This weekend some friends and I went to P-Camp ’10 (product management camp) at Yahoo in Sunnyvale, California (Thanks Yahoo for hosting!). I am a product manager after all and I do like to perfect my craft. This is my second time attending and I think its third year in running. Last year, I had an okay time, maybe it was the sessions that I picked. I wanted to try P-Camp again this year. I’m glad that I did.
One rule that P-Camp has is that if a session is not useful to you, feel free to walk out and join another session. I didn’t follow this rule last year, so this year I am sticking to it. During the 2:15pm time slot, I left two sessions and finally ended up at a session that I really liked and asked two good questions such that people approached me about the questions. In any case, I really enjoyed my experience at P-Camp this year. I met a lot of interesting folks and learned new approaches and new tools. I recommend that folks go next year because 1) it’s free (let’s hope sponsors keep it free), 2) you’ll learn valuable skills that can be applied to a startup or a large company, and 3) network, network, network. Go next time!
Here are the sessions that I attended and my key takeaways:
Product management in a startup environment (Adam Birch)
- Leverage POC as a selling technique to get sales, more funding
- tools: jing, inkscape, powerpoint, uservoice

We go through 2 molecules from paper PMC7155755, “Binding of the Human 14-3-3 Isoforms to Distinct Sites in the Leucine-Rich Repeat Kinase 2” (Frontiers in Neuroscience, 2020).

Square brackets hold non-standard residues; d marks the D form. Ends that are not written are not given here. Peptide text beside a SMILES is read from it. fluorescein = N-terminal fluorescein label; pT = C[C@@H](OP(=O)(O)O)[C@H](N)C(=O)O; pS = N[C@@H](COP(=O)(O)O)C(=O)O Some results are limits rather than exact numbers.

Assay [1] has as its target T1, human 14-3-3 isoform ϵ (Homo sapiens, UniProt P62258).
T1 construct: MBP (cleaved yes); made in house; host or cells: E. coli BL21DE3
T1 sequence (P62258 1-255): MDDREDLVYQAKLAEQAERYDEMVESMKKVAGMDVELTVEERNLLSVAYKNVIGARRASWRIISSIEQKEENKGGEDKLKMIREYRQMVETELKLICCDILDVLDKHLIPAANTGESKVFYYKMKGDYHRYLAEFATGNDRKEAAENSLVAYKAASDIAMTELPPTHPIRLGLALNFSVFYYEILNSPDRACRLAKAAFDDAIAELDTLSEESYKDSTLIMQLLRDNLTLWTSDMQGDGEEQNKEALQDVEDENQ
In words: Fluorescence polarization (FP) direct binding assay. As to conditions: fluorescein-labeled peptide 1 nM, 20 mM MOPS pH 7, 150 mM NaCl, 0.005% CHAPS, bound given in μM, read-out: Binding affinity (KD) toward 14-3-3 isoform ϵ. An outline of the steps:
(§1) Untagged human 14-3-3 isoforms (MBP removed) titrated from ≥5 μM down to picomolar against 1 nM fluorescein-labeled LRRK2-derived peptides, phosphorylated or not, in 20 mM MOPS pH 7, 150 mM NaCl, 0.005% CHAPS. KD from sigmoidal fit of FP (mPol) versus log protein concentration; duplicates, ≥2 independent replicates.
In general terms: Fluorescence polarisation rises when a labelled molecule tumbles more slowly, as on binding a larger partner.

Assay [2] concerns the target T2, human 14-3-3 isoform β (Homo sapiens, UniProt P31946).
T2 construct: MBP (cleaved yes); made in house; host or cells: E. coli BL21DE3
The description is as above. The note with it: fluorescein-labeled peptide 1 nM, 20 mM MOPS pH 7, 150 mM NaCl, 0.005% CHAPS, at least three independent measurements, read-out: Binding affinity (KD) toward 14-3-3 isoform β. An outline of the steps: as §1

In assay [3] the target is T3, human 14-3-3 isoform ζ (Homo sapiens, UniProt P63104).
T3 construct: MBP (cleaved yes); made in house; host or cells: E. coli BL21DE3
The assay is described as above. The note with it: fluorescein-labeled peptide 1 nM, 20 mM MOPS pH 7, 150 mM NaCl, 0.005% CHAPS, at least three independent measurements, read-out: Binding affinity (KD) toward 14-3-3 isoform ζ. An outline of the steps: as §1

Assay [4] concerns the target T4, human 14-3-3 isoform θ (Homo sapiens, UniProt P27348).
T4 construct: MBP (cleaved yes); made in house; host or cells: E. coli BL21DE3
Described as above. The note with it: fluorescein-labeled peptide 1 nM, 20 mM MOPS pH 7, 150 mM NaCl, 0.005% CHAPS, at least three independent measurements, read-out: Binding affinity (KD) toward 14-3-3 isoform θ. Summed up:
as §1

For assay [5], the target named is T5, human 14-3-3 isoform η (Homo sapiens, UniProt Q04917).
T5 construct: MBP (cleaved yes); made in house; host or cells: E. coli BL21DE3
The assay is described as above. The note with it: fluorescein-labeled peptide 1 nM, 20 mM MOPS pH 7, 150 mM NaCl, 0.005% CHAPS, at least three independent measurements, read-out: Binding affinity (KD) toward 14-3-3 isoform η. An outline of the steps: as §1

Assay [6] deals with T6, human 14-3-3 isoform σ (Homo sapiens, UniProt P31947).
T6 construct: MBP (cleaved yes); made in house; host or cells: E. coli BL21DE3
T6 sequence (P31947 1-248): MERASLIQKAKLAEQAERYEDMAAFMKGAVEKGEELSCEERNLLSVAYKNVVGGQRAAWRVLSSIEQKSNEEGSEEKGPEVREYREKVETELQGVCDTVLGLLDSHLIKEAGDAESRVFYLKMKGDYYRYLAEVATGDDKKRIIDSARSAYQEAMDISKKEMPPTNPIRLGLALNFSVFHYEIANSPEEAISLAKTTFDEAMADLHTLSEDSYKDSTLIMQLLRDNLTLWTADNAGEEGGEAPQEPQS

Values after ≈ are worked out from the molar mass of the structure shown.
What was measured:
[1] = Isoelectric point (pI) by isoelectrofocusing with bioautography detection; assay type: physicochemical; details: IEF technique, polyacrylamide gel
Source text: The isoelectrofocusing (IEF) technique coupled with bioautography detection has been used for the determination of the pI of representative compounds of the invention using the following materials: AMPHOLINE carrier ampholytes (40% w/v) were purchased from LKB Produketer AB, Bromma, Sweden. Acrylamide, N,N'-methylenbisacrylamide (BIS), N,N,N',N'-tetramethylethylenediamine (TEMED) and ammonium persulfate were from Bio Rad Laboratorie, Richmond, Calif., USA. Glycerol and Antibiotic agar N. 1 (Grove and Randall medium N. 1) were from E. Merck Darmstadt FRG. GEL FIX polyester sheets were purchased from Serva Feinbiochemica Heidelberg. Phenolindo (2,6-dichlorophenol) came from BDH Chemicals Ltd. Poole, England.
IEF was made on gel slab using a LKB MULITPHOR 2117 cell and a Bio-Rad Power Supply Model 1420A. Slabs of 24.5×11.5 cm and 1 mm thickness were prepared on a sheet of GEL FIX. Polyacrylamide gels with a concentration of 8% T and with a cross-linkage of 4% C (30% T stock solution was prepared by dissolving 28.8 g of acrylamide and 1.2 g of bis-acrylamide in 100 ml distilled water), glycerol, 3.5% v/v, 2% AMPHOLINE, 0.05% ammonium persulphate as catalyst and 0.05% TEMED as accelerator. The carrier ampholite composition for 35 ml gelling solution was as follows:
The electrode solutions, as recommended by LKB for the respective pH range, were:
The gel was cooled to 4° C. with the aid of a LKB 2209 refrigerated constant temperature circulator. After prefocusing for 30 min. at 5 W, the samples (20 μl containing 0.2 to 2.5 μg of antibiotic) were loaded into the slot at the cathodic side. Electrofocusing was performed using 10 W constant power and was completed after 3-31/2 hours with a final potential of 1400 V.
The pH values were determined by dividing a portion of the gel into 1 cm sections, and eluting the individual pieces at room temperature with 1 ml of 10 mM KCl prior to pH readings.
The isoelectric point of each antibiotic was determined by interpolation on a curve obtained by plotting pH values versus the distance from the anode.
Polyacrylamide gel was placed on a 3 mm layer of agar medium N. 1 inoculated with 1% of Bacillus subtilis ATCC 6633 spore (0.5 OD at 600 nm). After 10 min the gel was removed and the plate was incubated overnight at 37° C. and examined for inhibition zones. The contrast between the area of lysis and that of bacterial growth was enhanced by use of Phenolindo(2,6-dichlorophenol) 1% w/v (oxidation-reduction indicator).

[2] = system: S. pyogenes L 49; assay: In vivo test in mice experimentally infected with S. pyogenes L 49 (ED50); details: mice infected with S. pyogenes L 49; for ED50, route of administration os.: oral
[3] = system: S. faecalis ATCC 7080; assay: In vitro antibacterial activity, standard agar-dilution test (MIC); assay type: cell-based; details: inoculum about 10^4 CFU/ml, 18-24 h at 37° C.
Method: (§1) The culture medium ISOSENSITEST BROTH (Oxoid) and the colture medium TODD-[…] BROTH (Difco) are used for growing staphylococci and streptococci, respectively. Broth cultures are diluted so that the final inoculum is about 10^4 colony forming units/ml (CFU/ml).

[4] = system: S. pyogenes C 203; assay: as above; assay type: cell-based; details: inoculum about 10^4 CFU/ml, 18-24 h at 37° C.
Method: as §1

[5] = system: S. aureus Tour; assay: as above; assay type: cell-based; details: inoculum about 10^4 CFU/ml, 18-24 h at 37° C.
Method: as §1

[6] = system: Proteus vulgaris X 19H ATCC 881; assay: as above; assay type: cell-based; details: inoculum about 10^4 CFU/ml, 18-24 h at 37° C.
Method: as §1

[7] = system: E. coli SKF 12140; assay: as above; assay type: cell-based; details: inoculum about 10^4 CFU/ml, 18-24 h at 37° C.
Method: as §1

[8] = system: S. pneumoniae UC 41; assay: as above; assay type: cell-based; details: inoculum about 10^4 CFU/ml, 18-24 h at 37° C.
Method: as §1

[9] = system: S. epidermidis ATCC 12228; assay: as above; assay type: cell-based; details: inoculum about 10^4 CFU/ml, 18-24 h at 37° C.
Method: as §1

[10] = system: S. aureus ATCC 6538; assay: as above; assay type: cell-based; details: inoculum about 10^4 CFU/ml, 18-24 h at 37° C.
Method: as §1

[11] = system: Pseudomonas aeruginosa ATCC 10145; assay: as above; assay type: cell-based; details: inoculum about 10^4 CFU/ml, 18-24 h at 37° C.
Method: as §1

- talk to existing customers, ex-customers, potential customers
- find out why customers went to competitors
- look at the roles / job titles of your customer base / decision makers
Creditability and authority in product management (Alan Armstrong from Eigenworks)
- what is your value if people are trying to go around you?
- be good at bringing ideas together so that anyone can understand
- a study that shows it takes 20 minutes to get something started
- consolidate discretionary time
- person who interviews the most buyers wins
- if not able to talk to customers, go to forums/support information to learn what customers are saying, maybe answer some of their questions
- what’s in it for the sales person to let you talk to the customer?
- reach out to an ex-employee of your client
- go after sales deal that went dead
- create a FAQ
Top 10 principles of great sales messaging (Michael Cannon from Silver Bullet Group)
- communicate value in customer context
- make the right comparison: 1) business creation, 2) order creation
- use strong words
- clear compatibility comparisons
- incorporate lots of proof points
Engineering makes the decisions, what do you do? (Phil from 280 group)
- influence the product development space
- work on messages asap to influence product development and roadmap
- go to all meetings
- leverage usability studies to kill/propel ideas